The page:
Deadly hurricane-force winds and torrential rain have brought havoc to transport networks Britain and France.
The death toll rose to at least six people on Tuesday, as winds of up to 145kph hit both sides of the Channel with heavy downpours causing flooding, traffic jams, and cancellations of rail, flight and ferry services.
Aidan McGivern, a meteorologist, told Al Jazeera people were preparing themselves for more bad weather.
|Analysts expect the storms to hurt retailers eager to cash in on the traditional Christmas rush [EPA]
In Britain, the number of people killed in two days of storms rose to at least five after a man died trying to rescue his dog from fast-flowing waters in Devon, southwest England.
A teenager died in France on Monday after a wall collapsed on him.
Airports in southern England were disrupted, with some flights from Britain's busiest airport, Heathrow, cancelled or delayed.
Britain's second busiest airport, Gatwick, said one terminal had been hit by a major power outage on Tuesday and storm damage had temporarily cut all trains to the airport.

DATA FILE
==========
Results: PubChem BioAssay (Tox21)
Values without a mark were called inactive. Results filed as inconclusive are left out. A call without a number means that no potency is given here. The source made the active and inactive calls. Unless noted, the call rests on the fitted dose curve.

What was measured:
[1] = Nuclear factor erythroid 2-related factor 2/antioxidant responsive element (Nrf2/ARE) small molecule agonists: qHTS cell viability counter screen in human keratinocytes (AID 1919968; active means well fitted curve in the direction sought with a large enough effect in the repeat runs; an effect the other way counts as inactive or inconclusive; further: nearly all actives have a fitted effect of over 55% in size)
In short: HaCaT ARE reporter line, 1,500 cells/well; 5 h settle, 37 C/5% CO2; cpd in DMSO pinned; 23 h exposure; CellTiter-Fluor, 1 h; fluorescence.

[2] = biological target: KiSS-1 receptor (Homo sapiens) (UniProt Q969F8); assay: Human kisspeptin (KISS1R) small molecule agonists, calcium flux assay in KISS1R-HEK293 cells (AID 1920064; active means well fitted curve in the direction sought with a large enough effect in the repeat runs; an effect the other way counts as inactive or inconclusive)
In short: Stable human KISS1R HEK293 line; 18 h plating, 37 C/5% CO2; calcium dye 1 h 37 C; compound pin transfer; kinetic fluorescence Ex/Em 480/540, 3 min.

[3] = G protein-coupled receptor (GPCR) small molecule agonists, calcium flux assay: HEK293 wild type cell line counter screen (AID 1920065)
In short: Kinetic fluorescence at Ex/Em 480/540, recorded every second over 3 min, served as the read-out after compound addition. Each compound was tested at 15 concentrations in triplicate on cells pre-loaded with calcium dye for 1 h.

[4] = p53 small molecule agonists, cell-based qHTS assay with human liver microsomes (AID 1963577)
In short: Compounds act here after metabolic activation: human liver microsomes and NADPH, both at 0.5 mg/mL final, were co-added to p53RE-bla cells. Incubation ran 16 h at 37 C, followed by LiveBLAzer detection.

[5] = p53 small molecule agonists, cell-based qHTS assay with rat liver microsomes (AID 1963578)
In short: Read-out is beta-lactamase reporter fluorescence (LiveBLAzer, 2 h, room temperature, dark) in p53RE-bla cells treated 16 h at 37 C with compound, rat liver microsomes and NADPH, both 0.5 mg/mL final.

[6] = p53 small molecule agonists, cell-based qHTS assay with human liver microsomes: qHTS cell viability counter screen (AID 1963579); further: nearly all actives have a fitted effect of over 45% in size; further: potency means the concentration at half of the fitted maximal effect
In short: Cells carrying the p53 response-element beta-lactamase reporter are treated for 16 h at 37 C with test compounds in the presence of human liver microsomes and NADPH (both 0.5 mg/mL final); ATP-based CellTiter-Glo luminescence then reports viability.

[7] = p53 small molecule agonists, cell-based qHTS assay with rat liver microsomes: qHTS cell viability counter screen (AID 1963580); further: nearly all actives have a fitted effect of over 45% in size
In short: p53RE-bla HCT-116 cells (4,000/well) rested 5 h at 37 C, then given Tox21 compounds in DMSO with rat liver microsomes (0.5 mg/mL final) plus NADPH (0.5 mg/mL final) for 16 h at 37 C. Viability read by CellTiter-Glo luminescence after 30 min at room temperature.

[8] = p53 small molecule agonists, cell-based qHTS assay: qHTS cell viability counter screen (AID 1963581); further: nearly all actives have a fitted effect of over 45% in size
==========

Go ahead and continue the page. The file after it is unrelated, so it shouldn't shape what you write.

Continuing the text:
Several hundred passengers were stranded at the airport and airport police had to be called in to help deal with angry passengers.
British train operators cancelled hundreds of services on Tuesday morning, by which time the storm had abated, leaving hundreds of thousands of people scrambling to get on to later services in and out of London.
Thousands without power
Brittany and Normandy were among the regions worst hit in France, where 240,000 homes lost electricity, while in southern England, 150,000 homes were cut off from the power grid, the Energy Networks Association said.
Energy company Southern Electric said that some customers would be without power on Christmas Day.
McGivern told Al Jazeera another storm was expected to strike on Friday.
"That is expected to bring another spell of wet and windy weather," he said.
IHS analyst Howard Archer said the weather was expected to hurt British retailers, eager to cash in on the traditional pre Christmas rush.
"Given retailers' hopes that the last couple of days before Christmas would see a final strong surge in sales, the awful weather could not have come at a worse time," Archer said.